Tuesday, September 20, 2011

Why study abroad in India?: at a Yoga Ashram (pt. I)

Many of you might be wondering what's happening to me and why I've not updated my posts in the last few months. Before looking for another teaching contract, I decided to take the next half of the year off for travel (you can follow my travels here) and to continue my personal studies.

Just because I've momentarily taken a hiatus from teaching English doesn't mean the teaching and learning has to end. Traveling through Asia and SEA is a learner's goldmine! There are many schools
and certifications you can get at a much cheaper price than the U.S. It's something to take advantage of.

Yoga is one of my loves and something I find spiritually, physically and mentally valuable to my life. There are times, I think studying yoga is more important to me than my master's degree for the type of inspiration and wholistic healing it brings. Thus, spending time in a real Indian yoga ashram (read here) and getting my yoga teacher's certification in India  (read here) were things at the top of my bucket list.

I spent a week at the Sivananda Yoga School in Neyyar Damn, Trivanandrum, India and it was very rewarding experience. Yoga enthusiasts from all over the world come here to practice yoga, to train as teachers and to take various ayurvedic treatments and certificate trainings.  I even met up with some fellow English teachers from Daegu!

I took a local bus ride to Neyyar Dam from the Trivandrum station. Neyyar Dam is on the outskirts of Trivandrum and is part of a wildlife sanctuary park. At night I'd find myself lulled to sleep by the
echo of humping tigers residing across the lake at the Tiger Sanctuary.

The ashram/school is large with several dorms, shala space, dining hall, ayurvedic center, meditation halls, snack bar/gift shop... the works! And the park surrounding it offers peaceful solace and removal from everyday Indian hubub (and lets face it... in the cities, it's pretty noisy).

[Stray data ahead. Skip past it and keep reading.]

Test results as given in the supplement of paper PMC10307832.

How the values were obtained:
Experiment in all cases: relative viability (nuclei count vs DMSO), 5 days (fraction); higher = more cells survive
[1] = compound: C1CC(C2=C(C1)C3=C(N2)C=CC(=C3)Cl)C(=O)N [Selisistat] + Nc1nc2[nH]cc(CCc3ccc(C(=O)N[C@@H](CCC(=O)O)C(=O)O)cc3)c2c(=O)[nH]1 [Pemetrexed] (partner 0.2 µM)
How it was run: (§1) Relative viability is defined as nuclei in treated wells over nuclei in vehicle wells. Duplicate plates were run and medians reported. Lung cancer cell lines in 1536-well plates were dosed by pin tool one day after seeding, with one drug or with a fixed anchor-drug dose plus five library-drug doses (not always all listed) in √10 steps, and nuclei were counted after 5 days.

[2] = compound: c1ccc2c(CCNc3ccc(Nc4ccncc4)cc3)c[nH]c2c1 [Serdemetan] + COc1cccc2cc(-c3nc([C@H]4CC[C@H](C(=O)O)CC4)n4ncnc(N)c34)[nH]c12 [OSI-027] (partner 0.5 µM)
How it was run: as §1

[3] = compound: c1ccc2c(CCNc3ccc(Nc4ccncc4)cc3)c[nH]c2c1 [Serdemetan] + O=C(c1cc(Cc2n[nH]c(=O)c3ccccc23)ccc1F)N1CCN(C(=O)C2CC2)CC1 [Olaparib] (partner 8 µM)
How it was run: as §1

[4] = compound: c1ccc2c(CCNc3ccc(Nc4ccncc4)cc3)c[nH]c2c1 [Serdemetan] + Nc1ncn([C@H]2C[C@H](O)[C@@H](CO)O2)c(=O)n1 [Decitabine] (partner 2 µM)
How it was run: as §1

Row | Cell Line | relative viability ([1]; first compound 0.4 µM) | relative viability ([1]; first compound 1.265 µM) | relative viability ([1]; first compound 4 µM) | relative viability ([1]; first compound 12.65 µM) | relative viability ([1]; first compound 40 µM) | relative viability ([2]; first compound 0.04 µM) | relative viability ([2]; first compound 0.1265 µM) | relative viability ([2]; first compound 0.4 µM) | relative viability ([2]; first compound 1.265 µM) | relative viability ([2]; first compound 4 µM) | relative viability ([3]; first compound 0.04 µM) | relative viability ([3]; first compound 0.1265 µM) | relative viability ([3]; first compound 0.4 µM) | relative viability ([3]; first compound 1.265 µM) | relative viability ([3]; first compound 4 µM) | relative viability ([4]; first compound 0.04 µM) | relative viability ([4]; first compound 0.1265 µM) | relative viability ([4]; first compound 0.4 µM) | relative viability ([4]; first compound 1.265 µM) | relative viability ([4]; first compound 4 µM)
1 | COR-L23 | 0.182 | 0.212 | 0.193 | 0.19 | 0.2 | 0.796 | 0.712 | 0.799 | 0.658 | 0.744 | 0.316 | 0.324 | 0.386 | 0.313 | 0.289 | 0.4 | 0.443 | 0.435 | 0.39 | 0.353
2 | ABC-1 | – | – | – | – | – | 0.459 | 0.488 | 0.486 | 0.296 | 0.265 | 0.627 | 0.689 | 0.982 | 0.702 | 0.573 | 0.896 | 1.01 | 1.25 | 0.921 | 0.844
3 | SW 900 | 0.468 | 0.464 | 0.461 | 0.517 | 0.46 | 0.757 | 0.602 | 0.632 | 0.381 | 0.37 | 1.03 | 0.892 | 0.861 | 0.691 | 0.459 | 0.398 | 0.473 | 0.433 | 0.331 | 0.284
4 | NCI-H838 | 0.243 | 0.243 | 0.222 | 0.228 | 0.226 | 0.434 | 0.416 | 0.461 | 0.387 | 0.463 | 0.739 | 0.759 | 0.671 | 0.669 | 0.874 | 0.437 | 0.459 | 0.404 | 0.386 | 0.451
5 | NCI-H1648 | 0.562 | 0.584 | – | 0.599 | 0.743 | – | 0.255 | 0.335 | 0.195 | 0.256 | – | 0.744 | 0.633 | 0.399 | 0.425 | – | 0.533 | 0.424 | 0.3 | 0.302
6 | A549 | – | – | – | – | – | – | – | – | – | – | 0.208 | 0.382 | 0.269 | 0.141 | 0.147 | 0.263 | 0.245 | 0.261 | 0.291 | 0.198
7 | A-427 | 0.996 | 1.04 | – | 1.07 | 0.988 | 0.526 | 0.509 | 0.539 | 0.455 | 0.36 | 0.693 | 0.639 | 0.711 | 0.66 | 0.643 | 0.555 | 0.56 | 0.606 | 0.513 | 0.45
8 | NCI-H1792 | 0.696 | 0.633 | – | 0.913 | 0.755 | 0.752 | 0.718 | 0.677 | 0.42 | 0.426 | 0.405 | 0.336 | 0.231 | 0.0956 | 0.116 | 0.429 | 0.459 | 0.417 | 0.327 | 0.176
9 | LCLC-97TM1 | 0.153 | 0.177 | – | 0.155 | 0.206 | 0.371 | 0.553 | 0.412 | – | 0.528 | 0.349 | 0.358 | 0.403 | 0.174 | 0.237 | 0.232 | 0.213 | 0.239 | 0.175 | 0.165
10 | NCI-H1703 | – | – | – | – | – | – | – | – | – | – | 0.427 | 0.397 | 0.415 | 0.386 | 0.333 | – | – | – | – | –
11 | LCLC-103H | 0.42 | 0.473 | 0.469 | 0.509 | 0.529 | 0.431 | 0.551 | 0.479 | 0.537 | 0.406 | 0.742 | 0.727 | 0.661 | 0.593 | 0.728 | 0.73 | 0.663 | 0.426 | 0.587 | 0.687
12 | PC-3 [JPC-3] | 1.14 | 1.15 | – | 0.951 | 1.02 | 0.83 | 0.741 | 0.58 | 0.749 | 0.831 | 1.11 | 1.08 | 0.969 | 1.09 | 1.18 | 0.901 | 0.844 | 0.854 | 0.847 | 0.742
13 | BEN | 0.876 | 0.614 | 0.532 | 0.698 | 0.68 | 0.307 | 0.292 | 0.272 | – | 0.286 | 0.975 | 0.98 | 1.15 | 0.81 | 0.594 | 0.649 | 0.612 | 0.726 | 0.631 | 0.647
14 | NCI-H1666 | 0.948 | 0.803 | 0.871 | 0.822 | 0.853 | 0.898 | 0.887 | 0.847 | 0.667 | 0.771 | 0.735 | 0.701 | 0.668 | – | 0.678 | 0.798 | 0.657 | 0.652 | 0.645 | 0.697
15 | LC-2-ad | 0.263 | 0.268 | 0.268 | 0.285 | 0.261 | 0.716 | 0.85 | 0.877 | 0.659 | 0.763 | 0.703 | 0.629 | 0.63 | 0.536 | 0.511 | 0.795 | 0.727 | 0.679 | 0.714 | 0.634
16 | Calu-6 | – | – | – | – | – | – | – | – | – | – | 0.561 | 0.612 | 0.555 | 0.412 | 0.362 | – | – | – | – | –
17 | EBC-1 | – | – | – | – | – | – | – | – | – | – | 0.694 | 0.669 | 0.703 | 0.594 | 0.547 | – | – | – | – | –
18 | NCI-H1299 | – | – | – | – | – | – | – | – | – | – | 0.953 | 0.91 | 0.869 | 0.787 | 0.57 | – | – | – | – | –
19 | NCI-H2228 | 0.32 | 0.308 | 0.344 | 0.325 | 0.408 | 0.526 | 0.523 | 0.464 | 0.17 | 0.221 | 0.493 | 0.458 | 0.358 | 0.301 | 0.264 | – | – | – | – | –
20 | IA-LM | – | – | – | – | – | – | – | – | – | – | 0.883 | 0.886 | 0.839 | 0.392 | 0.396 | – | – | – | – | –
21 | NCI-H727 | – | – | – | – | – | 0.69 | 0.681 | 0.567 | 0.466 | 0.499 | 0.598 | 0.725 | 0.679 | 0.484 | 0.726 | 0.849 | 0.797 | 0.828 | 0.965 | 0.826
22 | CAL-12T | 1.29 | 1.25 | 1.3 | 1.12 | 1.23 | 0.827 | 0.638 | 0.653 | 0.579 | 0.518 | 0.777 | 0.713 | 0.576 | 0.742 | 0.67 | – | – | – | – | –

The yoga ashram program was a full and intensive schedule. Two yoga classes a day, meditation sessions in the morning and evening, satsang chanting, philosophy classes, ayurveda classes, Indian rituals, karma yoga and occasional events.

For instance, while I was there it was Holi Festival.  While we weren't able to leave the ashram grounds to go into the city, the ashram put on it's own Holi event near the lake!
It was a chance for me to learn more about Indian culture and philosophy vs. the white-washed notions of the West. Invaluable, was the experiential factor of celebrating aarti (prayer/worship rituals), festivals, practicing an ayurvedic lifestyle and eating Indian style.

A priest conducts an initiation ceremony for the start of a good practice.
Recieving prassad after an aarti cermeony

Two main reasons to study abroad:

1. Experiential learning

There's an experiential aspect to learning abroad, which we don't always assess enough credit to when we think about schooling outside of our own country.  Abroad, we learn through the osmosis of environment, food, lifestyle, language, it's belief and it's intuitive understanding. The latter sounds cryptic and new agey, but we forget that even as children, we learn through intuitive sense.

2. Cultural learning

Studying abroad (especially in India where yoga originates) the environment really took on a large role in sculpting and enlivening my sensibilities for my practice. Understanding Indian culture, helps you to understand the discipline of learning.

East vs. West concepts of yoga

If you've ever been to India, you'll come to see how much the "spiritual" aspect of life takes priority in everyday ritual. For India, worship perfumes the air everywhere you go... neighborhood/home altars,  you'll hear priest chanting satsang over loudspeakers in the direction of temples in the morning and evenings and there is always a lining of incense to waft of your day.  The concentrated western belief and practice of yoga is primarily physical. Westerners think of yoga as enhancing physiques, getting a good workout, measuring our body's flexibility and occasionally, training the mind to focus on peace (aka meditation).

In India, yoga as a physical goal comes last. For rishis and true yogis, the focus is spiritual attainment. Other practices such as meditation, philosophical studies and translation of spiritual texts play a heavier role over. Physical yoga is used to aid not only physical health but mental and spirital health as well (ie. postures are for chakra alignment and for healing physical imbalances in the body). By disciplining the body, one can have control over their thoughts and earthly desires and thus, "transcend" bodily matters.  In fact, it's said that some great yogis have such powers to transcend their human form to reach samadhi, that some have out-of-body experiences and have even left their bodies completely (aka death) to remain in samadhi.

Interesting huh?

To read about my experience with ashram life, click on this post.

1 comment:

  1. Hey..

    You can look many different collection in this site. Not just this album its a really very nice pics. They also have an album about Yoga Ashram India, Schools in many place. I like to check all the activity they have.
    Thanks too!!!